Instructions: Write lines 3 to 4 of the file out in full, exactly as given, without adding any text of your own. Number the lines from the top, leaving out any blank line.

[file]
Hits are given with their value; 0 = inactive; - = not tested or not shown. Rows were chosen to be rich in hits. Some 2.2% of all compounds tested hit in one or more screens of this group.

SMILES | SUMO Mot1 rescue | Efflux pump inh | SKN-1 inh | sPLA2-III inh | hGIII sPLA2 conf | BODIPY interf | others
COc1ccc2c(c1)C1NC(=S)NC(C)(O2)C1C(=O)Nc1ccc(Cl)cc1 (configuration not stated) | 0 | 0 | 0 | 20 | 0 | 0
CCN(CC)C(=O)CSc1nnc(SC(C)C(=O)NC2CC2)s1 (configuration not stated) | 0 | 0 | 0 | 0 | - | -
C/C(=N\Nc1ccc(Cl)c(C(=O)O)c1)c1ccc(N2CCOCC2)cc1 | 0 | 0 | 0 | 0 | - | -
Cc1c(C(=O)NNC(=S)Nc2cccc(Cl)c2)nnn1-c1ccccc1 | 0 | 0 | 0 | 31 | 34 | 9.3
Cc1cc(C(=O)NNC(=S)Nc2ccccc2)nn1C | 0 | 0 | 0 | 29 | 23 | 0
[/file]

COc1ccc2c(c1)C1NC(=S)NC(C)(O2)C1C(=O)Nc1ccc(Cl)cc1 (configuration not stated) | 0 | 0 | 0 | 20 | 0 | 0
CCN(CC)C(=O)CSc1nnc(SC(C)C(=O)NC2CC2)s1 (configuration not stated) | 0 | 0 | 0 | 0 | - | -